The Saga of the Flight Homewards
by Bertil Falk
The sun was at its highest spot in the sky when Einar stopped and signed at Gardar to keep quiet. They were in a longish valley on the way towards a meadow by a small lake. A few small cottages disclosed that they had reached a village.
Einar the Caresser pointed.
Gardar turned his eyes in that direction and there, near the village, he saw a number of men talking. One of them was Domalde and one was the wounded Bölverk. He did not recognize the others, but he guessed that they were the inhabitants of the village. He saw that Bölverk was showing his maimed arm and that Domalde was talking in a very eager manner. It was impossible to hear what he was saying, partly because he was far away and partly because the wind was blowing in the opposite direction.
Gardar understood that Domalde was telling a version of what had happened that would cause the village people to stand by him and oppose Gardar. His suspicion was confirmed as he saw a man, obviously the village chief, who began to distribute tasks to people, who now spread in all directions into the forest.
“That looks bad,” Gardar said. “What do we do now?”
“We do what they don’t expect us to do.”
Gardar grasped the meaning of Einar’s words and they carefully stole down towards the small village at the same time as the men spread out from the village in three different directions. They did not see anyone moving towards the lake — the fourth direction.
“That’s our escape route,” Einar said.
Now they approached the buildings at a somewhat faster pace and were soon down by the lake where a couple of boats were pulled out of the water on the shore. Not a single human being was seen. Just a few frightened hens fled in all directions as Gardar launched one of the boats at the same time as Einar crushed the bottoms of the remaining boats with Domalde’s throwing axe.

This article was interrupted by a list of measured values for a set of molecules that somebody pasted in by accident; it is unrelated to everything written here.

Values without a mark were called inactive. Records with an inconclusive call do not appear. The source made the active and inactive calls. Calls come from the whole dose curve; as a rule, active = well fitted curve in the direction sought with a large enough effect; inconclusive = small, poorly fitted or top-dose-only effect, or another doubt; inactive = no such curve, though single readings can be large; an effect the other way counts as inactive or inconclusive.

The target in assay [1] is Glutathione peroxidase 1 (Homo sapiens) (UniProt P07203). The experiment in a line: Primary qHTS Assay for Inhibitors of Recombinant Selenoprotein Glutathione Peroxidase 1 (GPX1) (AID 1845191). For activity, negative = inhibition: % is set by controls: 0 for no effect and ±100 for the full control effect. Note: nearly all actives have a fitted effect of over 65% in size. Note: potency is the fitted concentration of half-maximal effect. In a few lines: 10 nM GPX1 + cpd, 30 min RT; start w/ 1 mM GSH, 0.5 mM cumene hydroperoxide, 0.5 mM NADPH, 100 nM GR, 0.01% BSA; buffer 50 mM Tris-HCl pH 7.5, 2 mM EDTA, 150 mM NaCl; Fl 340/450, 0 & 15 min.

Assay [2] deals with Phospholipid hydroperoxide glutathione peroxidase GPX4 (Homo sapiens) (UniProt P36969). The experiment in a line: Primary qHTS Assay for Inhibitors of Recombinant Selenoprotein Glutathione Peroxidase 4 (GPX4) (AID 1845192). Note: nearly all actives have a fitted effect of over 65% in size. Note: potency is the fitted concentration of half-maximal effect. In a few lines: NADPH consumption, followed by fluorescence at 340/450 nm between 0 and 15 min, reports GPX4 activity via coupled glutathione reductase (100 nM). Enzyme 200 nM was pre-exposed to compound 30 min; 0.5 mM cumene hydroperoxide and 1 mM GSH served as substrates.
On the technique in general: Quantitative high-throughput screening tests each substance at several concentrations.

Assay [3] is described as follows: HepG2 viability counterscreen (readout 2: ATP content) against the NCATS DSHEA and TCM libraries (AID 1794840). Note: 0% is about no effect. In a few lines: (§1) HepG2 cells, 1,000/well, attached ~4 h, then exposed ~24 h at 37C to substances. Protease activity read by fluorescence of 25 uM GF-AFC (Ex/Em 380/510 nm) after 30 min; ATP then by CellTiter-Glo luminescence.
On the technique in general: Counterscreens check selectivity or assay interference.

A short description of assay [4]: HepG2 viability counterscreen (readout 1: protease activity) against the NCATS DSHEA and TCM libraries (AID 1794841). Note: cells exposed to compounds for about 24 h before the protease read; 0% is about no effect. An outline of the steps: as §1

At the same moment that they made off a woman came out from one of the houses. She called out as she saw the boat leaving the shore and Gardar began rowing with powerful strokes. They had gotten about five hundred ells out on the lake when men came running from the forest to stop them.
One of them threw a javelin that stuck in the stern of the boat. Others shoved off the remaining boats and jumped into them, but soon discovered that the boats sank as water gushed through the broken bottoms under the weight of the men.
Einar went to the rear of the boat and pulled the spear out of the stern. He dropped it into the water and it sank immediately.
Lying on the bottom of the boat was a mast.
“Take over the oars for a while,” Gardar said and detached his cloak, which was partly cut to pieces. It was still good enough to be used as a sail and it was not long before the wind filled the red cloak, now hoisted on the mast.
Gardar sat down beside Einar. Each with both hands on an oar, they pulled in perfect time, forcing the boat forwards with powerful strokes while the wind assisted in moving them as far away as possible from their pursuers.
The villagers had not given up. They were running along the shore, but the ground they had to cover was long and difficult and they were far away when Gardar and Einar went ashore on the other side of the lake. Einar wanted to destroy the bottom of the boat, but Gardar hindered him, took down his cloak and pushed the boat into the water. Then they rushed southwards. They had to keep the distance to the followers and preferably widen the gap.
* * *
Two days and nights later, Gardar and Einar were far away from the drama by the lake. They had not seen a glimpse of a single human being during that time, but they reminded each other not to let themselves be lulled into a false sense of security.
Gardar felt the situation was better. Bölverk did probably not feel like continuing the hunt with his chopped-off arm. Domalde was now far away from his home district, in an area where he hardly could feel at home. Gardar had gathered bog moss, which he sun-dried and used to rebandage his wounds.
“Will you return home?” Gardar wondered.
“Of course,” Einar said. “I don’t have to be in hiding now that you’ve cleared me of suspicion of theft.”
“But Domlade is there and Dag and who knows — maybe Bölverk will stay in the village as well?”
“They may have their eyes on me,” Einar the Caresser admitted, “but Domalde is already an outcast. Dag too. Their cases will go to the Thing. Both Domalde and Bölverk can be outlawed, can’t they?”